There’s a lot of idealism in this film, but it shows the dark side, too—the role of alcoholism among people enduring unrelenting hardship, loss, and poverty. Addiction is the downside of living in survival mode.  But there’s no poverty of connection here.  The rest of us have a lot to learn from these folks who have been living on the margins.  It is said that in every big transition, the people who are Outsiders, or living at the edge, will start moving toward the center.  If we’re smart, we’ll begin to listen and learn from them. 

For a long time, depth psychology has been telling us that we need to move away from the hero archetype look for other myths to guide the culture. One of things this film is pointing to is the rebirth of the feminine.  This is the Age of the Female Leader, or the Girl-Queen who listens to her heart. And that’s one of the strongest archetypes in this film.

Here, as in many fairy tales, the mother is missing.  And whenever the girl gets close to this loss, we see these prehistoric beasts—the aurochs,  thundering toward her, like frightening images in a dream.  Every time the girl wants to cry or feels over overwhelmed, they appear.  We hear the cracking of the ice that’s associated with these great hulking creatures waking up— then hear their thunderous hooves.

These dream images finally break through into reality, when Hush Puppy realizes that her father is dying. She then goes on a dream journey, over the floodwaters, where she gets the wisdom she needs in order to survive.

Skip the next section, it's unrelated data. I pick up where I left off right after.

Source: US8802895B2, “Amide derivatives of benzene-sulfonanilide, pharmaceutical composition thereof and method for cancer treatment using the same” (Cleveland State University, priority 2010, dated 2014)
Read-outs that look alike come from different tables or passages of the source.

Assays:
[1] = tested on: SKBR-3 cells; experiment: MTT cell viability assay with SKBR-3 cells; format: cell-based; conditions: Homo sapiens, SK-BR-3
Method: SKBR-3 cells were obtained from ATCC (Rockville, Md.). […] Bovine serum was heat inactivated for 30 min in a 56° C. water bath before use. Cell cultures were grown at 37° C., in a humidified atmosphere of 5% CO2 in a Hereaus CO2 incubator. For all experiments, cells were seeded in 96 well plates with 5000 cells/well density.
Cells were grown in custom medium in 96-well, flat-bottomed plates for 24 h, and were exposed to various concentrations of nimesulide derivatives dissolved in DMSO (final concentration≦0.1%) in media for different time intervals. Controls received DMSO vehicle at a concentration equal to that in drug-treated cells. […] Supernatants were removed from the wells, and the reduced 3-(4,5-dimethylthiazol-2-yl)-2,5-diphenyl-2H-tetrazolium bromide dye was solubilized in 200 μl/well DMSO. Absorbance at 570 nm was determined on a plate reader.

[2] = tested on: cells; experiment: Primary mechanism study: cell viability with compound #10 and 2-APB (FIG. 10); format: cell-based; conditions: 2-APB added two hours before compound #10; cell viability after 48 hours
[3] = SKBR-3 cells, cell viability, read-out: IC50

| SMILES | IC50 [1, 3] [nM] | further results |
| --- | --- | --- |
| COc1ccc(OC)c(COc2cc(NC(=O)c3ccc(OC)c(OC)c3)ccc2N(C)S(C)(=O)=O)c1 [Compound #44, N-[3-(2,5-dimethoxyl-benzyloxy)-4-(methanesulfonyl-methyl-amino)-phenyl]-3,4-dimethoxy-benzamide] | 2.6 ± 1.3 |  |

Photo courtesy of Fox Searchlight Pictures

Hush Puppy meets a ferryman who takes her to Elysian Fields, a boat that’s anchored way out in the middle of the ocean.  This is a place that’s filled with girls, girls, girls—though there are some toothless old women there, as well. The young women are dressed in wispy little slips and they’re all dancing in the languid heat. 

Some people might see this boat as a den of prostitution.  But that’s not the filmmaker’s intent. When Zeitlin directed the women in that scene, he said, “Look, you’re just dancing with these men. They’re lonely.”  This is a scene about companionship. Elysian Fields is a mythic place. It’s a kind of heaven, where the girl finally meets her mother and gets the initiation she needs.  

The woman Hush Puppy encounters in the ship’s galley is the same one we’ve seen earlier, in a flashback, about her conception.  This gal has prison tattoos near one of her eyes, and she’s cooking up an alligator.  As she stirs, she tells Hush Puppy, “Watch out.  The world is not as easy as they tell you.  You have dreams, but you just can end up a waitress on a boat, with nobody to pay attention to you.”  

At the end of this scene, all the women on the boat are dancing with little girls, petting their heads and holding them close.  It’s a healing scene of all motherless children of the world.  When she returns, Hush Puppy takes a paper bag full of fried alligator and feeds it to her father. So we have come full circle from birth to death.